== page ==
There are a myriad of beautiful things in this world. I wonder if we might think on those things sometimes. In the midst of the complexities and the wrangling over political positions and the polarizations for boundaries and borders and babies born and unborn. I wonder if a few moments of the beautiful might be the strength that we need to walk into the hard stuff and keep going to try and make it better.
On the day of the Florida massacre I was in my car for a while, so I was listening to reports as the information disseminated through media outlets in stops and starts. I pulled up to a stoplight behind a white SUV. It wasn’t particularly warm, but it was certainly warmer than it had been for several days and out the back seat passenger side window was a little arm and hand. The arm was covered down to the wrist by a bright orange sweatshirt sleeve. The arm was high enough that I knew the kid had to be in a car seat of some sort because the arm was short enough that it couldn’t have belonged to a kid much older than 3 or 4. That little arm just stretched out that window and as the light turned green, and they turned the same way I was turning, the arm stayed out the window and the hand did the wave up and down against the wind, you know, like you do sometimes when you put your hand out the window. When was the last time you remember doing that? The kid that belonged to that arm and hand most likely knew nothing about an AR-15 and a troubled student and 14-year-olds dying. They simply knew the car window was down and a hand got to ride the wave of the winds.
My friends Pat and Cliff are in Hawaii. I told them when they left the only way Jesus was okay with them missing church was to send pictures back to the pastor so that I could be there vicariously. And so they have. I’ve smiled at the tail of a huge whale oh so close to the boat on which they were sea-faring. And I’ve laughed at a monk seal sunning himself on the beach, and shaken my head in wonder at the picture of a rainbow poking through the clouds after a rainstorm over the ocean. I’ve giggled a little at a picture of Cliff standing in the midst of strong ocean winds blowing his hair straight up and a picture of “hula pie” that was bigger than his head. And on that Valentine’s/Ash Wednesday/day of too much violence, a picture of a gorgeous bouquet of ginger flowers, beauty that perhaps could only come from the islands.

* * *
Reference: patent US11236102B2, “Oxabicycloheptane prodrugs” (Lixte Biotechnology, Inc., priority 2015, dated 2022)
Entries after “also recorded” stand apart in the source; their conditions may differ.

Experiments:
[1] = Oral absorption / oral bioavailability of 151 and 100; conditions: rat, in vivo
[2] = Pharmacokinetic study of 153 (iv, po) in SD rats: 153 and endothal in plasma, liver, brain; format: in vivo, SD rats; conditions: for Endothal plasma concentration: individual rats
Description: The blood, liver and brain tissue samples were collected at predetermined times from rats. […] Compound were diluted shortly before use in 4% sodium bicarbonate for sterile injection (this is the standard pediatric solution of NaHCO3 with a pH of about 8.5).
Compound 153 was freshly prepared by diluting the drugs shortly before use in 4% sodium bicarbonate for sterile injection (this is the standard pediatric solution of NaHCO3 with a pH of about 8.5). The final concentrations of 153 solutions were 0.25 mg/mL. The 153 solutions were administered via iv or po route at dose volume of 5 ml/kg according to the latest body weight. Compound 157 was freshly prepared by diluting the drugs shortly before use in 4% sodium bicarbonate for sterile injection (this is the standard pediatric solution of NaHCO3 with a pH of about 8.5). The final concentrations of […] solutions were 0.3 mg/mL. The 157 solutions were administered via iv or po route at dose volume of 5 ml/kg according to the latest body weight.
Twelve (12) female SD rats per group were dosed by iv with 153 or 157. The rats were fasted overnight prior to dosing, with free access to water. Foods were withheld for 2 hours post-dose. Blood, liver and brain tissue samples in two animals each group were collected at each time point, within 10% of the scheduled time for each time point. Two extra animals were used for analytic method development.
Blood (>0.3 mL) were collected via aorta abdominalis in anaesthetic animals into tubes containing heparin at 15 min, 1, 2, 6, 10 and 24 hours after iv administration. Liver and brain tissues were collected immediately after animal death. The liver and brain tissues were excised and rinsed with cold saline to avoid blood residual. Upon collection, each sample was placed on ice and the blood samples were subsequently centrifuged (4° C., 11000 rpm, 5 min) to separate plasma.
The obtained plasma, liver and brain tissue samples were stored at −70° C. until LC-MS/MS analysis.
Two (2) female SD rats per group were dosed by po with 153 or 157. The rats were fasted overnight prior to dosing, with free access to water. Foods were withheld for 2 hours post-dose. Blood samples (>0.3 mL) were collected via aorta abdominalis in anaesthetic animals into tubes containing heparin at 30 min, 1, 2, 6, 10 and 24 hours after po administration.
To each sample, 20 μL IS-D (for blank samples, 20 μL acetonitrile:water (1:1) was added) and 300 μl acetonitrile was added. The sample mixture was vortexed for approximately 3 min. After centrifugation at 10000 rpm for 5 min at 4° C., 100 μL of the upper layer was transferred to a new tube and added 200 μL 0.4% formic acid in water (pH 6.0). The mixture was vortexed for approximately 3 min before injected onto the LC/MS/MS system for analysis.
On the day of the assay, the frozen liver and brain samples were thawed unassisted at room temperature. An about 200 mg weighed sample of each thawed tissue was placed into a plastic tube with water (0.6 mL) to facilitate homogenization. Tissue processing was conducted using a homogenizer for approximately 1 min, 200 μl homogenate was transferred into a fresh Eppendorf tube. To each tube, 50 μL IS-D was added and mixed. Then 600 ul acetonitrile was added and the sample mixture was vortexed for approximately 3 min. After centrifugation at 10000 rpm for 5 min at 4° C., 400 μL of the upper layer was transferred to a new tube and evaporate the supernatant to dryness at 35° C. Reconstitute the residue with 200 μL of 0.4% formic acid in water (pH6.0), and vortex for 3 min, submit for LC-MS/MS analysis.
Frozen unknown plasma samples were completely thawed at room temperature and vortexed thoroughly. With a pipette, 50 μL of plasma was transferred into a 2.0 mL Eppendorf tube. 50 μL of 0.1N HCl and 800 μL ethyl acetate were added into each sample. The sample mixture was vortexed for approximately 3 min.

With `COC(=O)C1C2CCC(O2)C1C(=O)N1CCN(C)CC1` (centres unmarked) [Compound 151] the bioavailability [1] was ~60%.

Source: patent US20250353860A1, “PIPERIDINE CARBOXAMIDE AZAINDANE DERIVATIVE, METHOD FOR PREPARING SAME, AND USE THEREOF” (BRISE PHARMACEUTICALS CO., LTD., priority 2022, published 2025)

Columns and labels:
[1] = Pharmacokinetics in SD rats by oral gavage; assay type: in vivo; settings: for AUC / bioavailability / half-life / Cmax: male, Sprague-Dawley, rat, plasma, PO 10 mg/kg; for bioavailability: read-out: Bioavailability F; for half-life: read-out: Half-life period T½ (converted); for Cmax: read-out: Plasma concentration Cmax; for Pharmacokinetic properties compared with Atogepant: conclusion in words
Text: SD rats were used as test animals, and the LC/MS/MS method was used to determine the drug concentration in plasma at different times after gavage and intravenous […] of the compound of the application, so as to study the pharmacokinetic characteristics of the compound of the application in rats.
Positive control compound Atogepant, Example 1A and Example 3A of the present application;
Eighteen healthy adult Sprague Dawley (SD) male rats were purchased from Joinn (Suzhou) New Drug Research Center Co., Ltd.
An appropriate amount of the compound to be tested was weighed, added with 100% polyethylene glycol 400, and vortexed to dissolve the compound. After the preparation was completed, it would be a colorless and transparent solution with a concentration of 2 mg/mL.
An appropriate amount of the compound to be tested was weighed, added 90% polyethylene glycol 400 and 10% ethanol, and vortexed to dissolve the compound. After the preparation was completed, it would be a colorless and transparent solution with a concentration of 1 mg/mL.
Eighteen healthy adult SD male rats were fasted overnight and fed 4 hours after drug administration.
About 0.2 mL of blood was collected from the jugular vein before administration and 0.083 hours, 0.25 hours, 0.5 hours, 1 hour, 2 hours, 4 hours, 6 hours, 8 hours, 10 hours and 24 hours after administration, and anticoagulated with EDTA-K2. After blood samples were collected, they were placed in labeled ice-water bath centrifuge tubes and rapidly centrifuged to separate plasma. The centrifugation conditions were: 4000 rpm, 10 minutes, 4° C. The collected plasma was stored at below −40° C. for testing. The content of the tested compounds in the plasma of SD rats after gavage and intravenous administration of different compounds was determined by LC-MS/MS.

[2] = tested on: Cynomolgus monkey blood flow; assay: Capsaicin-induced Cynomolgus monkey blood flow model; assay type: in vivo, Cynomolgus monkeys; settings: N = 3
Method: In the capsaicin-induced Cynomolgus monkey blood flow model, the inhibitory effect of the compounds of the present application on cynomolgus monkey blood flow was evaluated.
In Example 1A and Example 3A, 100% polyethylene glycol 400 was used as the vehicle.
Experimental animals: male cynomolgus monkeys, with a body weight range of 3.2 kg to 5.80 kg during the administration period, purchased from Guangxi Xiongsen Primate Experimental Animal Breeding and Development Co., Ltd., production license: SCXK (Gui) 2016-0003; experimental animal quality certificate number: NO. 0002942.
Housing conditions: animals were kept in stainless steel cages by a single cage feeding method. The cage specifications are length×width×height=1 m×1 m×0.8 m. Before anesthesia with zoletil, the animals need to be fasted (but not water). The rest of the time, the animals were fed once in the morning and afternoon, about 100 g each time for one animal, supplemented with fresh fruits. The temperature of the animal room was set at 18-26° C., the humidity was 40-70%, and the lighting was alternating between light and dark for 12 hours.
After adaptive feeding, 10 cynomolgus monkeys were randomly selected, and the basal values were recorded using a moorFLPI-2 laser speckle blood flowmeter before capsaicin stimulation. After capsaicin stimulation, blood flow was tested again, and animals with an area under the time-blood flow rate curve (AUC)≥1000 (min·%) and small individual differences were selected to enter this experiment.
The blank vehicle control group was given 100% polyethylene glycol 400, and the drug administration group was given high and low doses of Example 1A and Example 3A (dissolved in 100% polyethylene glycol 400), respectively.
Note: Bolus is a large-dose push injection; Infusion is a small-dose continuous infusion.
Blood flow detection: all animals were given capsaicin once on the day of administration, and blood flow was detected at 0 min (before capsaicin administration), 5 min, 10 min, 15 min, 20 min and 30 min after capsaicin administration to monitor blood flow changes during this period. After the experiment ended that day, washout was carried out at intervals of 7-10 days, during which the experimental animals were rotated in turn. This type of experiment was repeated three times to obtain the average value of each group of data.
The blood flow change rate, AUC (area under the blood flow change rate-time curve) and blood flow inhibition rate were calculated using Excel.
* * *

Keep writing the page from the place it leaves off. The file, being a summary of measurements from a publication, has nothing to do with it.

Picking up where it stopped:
I’ve been to Helzberg Hall at the Kauffman Center a couple of times in the last month. The first was to experience a one-man monologue entitled “C.S. Lewis, The Most Reluctant Convert” written by Max McClean. C.S. Lewis is one of the historically great apologists for the Christian faith and his book, “Surprised by Joy” is well worth the read. The presentation was amazing. I know my sermons are sometimes all too long, but this man was onstage for 80 minutes non-stop in this one-man presentation. His mind/memory/soul was so in tune with the person of C.S. Lewis it was as if he were having a conversation with each of us individually about his life and learning and teaching. And then last weekend the symphony included a middle section by Prokofiev with a 22 year old (looked 15 to me) virtuoso violinist who was mesmerizing in the sounds he brought out of that instrument. He played for probably 30-40 minutes without a piece of music in front of him. I wondered what living with that kind of gift/talent means for a 22 year old travelling the country and performing. Is there a particular loneliness that goes with the ability to bring such beauty to a stage surrounded by audiences of people who stand in ovation from a rather unsurpassable distance?
Of what value is beauty in a world of measurements and overwhelming amounts of data and information and empirical explanations? And for those dealing in measurements and data and information and empirical explanations, is there great beauty in the alignment of such things as well? Can we decide to see the beauty in the balance of all things existing and being created, the expectations of a well-practiced piece of music and the unexpected arm of a child letting a hand ride the waves of the wind, and tales of whale-tails *snort* sent through the interwebs, the same interwebs that confound and frustrate and maybe too often make a mockery of human interaction and community?
I love Sarah Kay – the spoken-word poet and story-teller that I’ve included in the youtube video this week. The earnestness of her presentations and the wit and wisdom of her words intrigue me. This description, from a TED talk, of her family and the invasion of 9-11 into their world as New York city-dwellers is, I think, a way of looking at how art and beauty have a way of surviving and helping us survive the deepest struggles of life and the world. May it be, for us, a minute (or 12) of grace…